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U.S. Envoy in Israel Instructed to Restate Administration’s Position on Establishing West Bank Settl

August 18, 1977
See Original Daily Bulletin From This Date

Samuel Lewis, the U.S. Ambassador to Israel, has instructions to “clearly restate our position” to the Israel government over its intention to establish three additional civilian settlements on the West Bank, the State Department said today. When the Israelis announced a month ago they would legalize three settlements, the United States described that action as an “obstacle to peace.” President Carter and Secretary of State Cyrus Vance assailed the move.

Today, however, State Department spokesman Hodding Carter said he was “not going to characterize” the Israeli decision while pointing out “our position is unchanged” regarding the West Bank. Asked whether Lewis would criticize or complain about the Israeli action, Carter said Lewis was “bound to state what our position is.” Carter said the U.S. would not discuss the subject with the Israeli Embassy here. He also said it is “a fair assumption” the U.S. did not know of Israel’s action in advance.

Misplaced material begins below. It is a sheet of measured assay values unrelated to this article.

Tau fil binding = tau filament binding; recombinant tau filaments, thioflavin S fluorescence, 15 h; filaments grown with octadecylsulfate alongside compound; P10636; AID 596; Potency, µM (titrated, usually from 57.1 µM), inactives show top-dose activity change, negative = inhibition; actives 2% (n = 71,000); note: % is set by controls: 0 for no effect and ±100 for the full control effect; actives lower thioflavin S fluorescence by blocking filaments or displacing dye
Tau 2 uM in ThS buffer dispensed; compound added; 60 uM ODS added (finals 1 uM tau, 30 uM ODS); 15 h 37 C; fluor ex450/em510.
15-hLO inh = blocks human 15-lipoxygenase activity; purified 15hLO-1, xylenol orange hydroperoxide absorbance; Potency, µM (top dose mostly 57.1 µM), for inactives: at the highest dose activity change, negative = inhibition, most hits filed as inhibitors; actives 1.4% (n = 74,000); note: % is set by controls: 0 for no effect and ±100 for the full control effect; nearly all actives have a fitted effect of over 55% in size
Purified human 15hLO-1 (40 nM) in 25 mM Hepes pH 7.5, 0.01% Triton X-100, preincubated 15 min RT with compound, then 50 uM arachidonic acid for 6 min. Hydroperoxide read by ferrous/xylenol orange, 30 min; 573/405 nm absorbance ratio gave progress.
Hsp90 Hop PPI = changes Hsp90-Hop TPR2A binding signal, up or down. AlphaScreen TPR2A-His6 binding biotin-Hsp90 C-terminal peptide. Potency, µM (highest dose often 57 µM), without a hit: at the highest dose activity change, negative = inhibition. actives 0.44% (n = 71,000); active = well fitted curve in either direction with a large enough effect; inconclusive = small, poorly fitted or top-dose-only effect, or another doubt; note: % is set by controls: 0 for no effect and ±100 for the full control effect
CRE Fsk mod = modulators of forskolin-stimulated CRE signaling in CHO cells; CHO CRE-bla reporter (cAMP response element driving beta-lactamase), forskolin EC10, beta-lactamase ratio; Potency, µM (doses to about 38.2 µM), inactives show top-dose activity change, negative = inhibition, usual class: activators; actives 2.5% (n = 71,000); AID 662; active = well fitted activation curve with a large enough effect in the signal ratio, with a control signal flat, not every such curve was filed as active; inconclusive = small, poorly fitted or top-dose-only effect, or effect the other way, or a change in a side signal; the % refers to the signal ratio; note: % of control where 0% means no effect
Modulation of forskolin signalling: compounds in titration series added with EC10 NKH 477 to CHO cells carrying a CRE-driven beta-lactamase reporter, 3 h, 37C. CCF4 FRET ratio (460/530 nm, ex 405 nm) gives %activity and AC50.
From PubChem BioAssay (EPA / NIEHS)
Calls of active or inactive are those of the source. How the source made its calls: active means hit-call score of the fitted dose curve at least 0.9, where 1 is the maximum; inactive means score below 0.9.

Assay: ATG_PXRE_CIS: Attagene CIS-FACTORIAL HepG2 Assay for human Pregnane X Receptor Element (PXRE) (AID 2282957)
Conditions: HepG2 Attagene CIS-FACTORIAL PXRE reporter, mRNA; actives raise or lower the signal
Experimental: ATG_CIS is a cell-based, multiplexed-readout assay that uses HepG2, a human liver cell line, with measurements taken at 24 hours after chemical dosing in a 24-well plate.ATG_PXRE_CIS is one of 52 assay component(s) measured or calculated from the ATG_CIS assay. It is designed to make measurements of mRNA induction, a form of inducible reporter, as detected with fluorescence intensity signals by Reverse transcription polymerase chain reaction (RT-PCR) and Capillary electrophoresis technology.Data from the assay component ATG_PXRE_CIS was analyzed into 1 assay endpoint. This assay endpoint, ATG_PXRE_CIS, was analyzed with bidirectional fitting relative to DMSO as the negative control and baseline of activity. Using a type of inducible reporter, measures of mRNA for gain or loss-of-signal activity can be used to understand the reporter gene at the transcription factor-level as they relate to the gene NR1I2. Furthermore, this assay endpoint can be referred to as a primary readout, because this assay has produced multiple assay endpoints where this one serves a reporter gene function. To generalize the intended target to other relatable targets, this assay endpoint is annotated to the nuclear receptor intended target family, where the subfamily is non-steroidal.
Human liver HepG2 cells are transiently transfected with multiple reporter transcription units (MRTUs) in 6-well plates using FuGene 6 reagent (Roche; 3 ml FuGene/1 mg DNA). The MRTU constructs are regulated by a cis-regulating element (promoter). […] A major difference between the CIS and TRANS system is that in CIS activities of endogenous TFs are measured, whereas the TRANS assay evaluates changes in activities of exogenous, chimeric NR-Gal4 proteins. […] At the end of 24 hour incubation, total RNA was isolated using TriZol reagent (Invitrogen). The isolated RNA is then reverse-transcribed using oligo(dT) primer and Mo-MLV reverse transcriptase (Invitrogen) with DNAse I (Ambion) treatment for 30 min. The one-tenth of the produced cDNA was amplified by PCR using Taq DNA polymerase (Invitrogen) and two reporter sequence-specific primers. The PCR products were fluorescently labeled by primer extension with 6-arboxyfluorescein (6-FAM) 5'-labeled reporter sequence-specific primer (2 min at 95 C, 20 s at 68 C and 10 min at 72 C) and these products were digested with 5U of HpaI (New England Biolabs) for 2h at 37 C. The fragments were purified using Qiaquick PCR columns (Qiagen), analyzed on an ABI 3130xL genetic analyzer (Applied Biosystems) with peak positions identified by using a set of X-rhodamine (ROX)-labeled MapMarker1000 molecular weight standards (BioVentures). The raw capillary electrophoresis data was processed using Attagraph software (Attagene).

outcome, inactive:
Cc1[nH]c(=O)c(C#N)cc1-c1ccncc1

Meanwhile, the State Department condemned today the bombing yesterday of a bus in Israel in which eight persons were injured, but did not specifically name the Palestine Liberation Organization as the perpetrator. The PLO took credit for the explosion in the Afula bus station in central Israel.

Spokesman Hodding Carter said that “whoever is responsible is to be condemned.” He agreed with a statement in a question from the Jewish Telegraphic Agency that this act of terrorism is “an obstacle to peace,” the phrase used by the Carter Administration in reference to Israeli settlements in the West Bank. Carter said he would not specify responsibility for the bombing pending special U.S. reports.

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